Winter Springs Republican David Smith added another $15,845 to his campaign account during the first half of September, bringing his overall fundraising to $248,000.
Smith is up against Casselberry Democrat Lee Mangold in the race to replace term-limited Republican Rep. Jason Brodeur in the Seminole County state House seat.
Among the 33 checks Smith cashed between Sept. 1 and Sept. 14 were a dozen checks for the maximum campaign donation of $1,000, including contributions from several entities tied to the House of Mouse. Showing up alongside a handful of political committees and a check from lobbyist Ron Book were contributions from Disney Photo Imaging, Magical Cruise Company and the Magic Kingdom.
Business Force PC also showed up with a $1,000 contribution. The group, a spinoff of the Orlando area Chamber of Commerce, endorsed Smith and 11 other state House candidates two weeks ago.
Spending measured in at about $9,400, with a $2,700 payment to McShane LLC for advertising topping the ledger. Another $2,000 was spent on video production with the remainder heading to several individuals for contract labor.
Smith’s overall total includes $85,000 in candidate loans. He finished the reporting period with $135,700 at the ready.
Mangold’s new report showed about $3,250 raised, with all but a handful of his rake coming in from individual donors. Other entities on his donor roll included the Seminole County Democratic Executive Committee and Booth’s Cobblestones. He also received $991 worth of “in-kind” support from New York-based political committee The People PAC for video production work.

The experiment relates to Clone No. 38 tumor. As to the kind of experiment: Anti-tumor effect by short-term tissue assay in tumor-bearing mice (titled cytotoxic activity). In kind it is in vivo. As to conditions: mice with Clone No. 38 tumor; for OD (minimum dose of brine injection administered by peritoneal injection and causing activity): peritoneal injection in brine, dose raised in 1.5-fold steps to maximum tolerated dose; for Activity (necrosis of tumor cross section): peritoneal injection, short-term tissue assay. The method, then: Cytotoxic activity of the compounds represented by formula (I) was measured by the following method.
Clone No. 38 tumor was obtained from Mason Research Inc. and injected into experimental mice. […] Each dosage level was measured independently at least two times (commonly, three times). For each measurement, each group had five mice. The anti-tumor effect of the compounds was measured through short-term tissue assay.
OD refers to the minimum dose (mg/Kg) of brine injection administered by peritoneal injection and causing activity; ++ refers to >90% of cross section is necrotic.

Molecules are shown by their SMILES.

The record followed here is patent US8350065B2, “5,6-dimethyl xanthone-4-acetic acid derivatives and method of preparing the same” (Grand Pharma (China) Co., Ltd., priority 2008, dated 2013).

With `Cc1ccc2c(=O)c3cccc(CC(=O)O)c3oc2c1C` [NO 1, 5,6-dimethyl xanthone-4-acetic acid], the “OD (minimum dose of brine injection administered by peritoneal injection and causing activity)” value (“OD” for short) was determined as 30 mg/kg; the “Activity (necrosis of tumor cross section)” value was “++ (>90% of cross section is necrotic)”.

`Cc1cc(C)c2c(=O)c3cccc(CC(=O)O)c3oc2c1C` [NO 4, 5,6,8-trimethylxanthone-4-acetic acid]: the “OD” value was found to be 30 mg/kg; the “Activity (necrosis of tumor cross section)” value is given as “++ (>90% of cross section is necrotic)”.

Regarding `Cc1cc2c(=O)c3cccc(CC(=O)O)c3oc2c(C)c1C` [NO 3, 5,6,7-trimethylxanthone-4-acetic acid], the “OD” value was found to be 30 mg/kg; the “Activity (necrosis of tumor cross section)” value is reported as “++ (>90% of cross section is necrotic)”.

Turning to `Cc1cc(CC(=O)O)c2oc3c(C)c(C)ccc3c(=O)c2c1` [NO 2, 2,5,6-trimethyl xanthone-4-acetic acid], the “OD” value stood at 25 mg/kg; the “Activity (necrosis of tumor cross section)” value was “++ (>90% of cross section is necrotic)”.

The report brings him up to $40,358 in total fundraising, including $10,000 in candidate loans. He finished the reporting period with $18,560 on hand.
Smith and Mangold were the only two candidates who qualified to succeed term-limited Brodeur in HD 28, which covers part of northeastern Seminole County including Sanford, Winter Springs, Casselberry and Oviedo. They will go head-to-head in the Nov. 6 general election.
HD 28 has a GOP lean.
According to the most recent bookclosing report from the Florida Division of Elections, Republican voters make up nearly 40 percent of the electorate compared to a 33 percent share for Democrats, and Brodeur has not faced a Democratic opponent on Election Day in his three re-election campaigns since the seat was redrawn in 2012.
The seat is not out of reach for Democrats, however, especially if the so-called “blue wave” hits Florida. It only voted plus-4 for Donald Trump two years ago.